Joint Ventures are self-directed partnerships. They were established in 1986, under authority granted the U.S. Fish and Wildlife Service, as a means to implement the conservation goals of the North American Waterfowl Management Plan. Within joint ventures, local partners collectively provide the expertise and programs to identify and implement strategic conservation programs for birds. Over the past 30 years, joint ventures have expanded to support not only waterfowl, but waterbirds, seabirds and landbirds.
There are currently 22 Bird Habitat Joint Ventures across the U.S., Canada and Mexico. In addition, three species-based joint ventures, all with an international scope, work to further the scientific understanding needed to effectively manage populations of specific bird species.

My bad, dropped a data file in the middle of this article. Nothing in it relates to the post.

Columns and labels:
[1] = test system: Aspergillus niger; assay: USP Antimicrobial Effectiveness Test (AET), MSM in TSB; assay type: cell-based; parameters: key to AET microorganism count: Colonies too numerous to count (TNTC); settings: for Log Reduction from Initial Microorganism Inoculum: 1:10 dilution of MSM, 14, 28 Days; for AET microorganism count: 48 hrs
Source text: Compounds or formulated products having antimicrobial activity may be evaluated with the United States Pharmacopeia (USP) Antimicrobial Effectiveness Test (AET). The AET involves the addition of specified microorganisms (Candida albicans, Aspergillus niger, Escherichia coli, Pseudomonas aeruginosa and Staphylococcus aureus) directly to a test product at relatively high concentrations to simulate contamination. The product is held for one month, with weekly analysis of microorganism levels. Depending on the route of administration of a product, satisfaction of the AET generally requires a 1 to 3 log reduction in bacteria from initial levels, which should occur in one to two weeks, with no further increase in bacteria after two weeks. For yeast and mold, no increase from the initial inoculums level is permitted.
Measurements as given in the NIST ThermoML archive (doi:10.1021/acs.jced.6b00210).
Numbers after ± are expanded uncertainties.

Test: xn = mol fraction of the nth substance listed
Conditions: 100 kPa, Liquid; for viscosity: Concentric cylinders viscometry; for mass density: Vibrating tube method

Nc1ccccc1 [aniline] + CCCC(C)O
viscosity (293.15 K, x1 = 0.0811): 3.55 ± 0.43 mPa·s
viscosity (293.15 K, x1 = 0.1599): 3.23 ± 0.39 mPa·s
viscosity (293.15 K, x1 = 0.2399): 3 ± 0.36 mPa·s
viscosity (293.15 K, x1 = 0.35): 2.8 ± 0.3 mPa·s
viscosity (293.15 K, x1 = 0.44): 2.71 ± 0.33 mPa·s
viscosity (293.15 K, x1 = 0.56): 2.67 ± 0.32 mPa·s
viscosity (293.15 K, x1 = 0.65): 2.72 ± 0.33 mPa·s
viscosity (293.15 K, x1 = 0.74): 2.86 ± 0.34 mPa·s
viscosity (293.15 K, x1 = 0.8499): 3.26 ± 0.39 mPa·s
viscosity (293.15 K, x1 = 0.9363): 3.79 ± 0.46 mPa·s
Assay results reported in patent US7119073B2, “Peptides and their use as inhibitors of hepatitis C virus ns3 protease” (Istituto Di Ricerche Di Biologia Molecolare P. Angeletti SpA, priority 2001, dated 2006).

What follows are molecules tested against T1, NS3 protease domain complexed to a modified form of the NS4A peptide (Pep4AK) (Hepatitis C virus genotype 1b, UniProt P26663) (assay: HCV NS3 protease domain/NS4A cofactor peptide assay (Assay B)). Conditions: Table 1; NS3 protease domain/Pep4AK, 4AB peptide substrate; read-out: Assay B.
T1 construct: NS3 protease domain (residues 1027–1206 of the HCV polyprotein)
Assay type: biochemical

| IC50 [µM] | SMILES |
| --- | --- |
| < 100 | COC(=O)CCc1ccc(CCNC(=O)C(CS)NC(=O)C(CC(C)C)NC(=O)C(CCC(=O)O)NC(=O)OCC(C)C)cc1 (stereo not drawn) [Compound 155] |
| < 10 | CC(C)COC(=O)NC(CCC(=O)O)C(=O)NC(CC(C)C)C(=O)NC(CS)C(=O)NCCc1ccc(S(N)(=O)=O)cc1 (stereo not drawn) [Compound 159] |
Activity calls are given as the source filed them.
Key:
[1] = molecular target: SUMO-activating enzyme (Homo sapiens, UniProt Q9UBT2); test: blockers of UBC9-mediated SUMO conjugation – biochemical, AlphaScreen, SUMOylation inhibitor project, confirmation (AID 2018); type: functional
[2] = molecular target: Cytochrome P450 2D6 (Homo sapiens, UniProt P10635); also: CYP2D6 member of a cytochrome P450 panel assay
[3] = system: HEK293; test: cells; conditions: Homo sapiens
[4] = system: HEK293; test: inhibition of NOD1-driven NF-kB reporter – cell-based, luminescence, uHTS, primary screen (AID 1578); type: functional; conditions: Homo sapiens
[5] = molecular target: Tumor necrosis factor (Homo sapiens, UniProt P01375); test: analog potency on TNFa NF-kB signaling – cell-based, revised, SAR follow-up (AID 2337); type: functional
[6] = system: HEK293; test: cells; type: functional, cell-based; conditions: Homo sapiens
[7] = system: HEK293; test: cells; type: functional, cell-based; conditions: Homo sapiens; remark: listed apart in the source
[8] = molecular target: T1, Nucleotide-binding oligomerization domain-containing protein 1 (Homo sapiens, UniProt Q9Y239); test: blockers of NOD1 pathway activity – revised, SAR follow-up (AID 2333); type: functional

Among the JV’s, Pacific Birds stands out for its large and international geographic scope. Pacific Birds houses six Bird Conservation Regions and numerous habitat types–from arctic tundra to tropical rain forests–and for the wide range of issues facing bird populations. Within Pacific Birds there are multiple endangered species in Hawaii, a rapidly warming Arctic, and coastal habitats facing sea level rise, to name only a few of the conservation challenges!